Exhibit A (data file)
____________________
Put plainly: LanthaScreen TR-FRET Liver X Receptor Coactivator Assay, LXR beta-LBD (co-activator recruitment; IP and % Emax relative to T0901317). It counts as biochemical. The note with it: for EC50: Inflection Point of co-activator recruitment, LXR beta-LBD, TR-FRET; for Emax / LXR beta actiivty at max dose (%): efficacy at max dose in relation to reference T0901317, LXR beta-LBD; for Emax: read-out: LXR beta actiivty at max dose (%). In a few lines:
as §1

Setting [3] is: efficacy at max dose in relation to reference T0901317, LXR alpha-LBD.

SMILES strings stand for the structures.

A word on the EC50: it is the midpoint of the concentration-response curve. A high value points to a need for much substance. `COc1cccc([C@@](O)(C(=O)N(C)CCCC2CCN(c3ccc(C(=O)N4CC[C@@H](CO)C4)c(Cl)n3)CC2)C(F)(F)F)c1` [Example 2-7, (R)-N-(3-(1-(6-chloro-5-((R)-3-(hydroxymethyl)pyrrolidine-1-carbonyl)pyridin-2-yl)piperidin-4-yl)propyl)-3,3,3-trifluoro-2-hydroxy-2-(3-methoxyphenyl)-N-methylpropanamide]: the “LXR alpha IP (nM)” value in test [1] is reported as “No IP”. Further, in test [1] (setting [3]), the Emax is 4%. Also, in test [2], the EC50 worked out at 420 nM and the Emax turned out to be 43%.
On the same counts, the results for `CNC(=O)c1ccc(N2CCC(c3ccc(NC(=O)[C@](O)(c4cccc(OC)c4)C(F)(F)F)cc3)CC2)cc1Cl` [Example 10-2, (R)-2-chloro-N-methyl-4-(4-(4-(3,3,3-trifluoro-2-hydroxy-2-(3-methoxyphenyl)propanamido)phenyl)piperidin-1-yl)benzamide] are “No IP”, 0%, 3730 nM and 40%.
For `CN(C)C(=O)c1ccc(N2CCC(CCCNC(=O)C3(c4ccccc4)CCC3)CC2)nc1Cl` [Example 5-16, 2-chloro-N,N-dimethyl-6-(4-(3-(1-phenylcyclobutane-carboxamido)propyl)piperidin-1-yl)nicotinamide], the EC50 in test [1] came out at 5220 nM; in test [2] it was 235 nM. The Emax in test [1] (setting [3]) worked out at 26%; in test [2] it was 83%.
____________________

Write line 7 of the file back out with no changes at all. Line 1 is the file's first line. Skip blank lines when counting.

For `CN(C)C(=O)c1ccc(N2CCC(CCCNC(=O)C3(c4ccccc4)CCC3)CC2)nc1Cl` [Example 5-16, 2-chloro-N,N-dimethyl-6-(4-(3-(1-phenylcyclobutane-carboxamido)propyl)piperidin-1-yl)nicotinamide], the EC50 in test [1] came out at 5220 nM; in test [2] it was 235 nM. The Emax in test [1] (setting [3]) worked out at 26%; in test [2] it was 83%.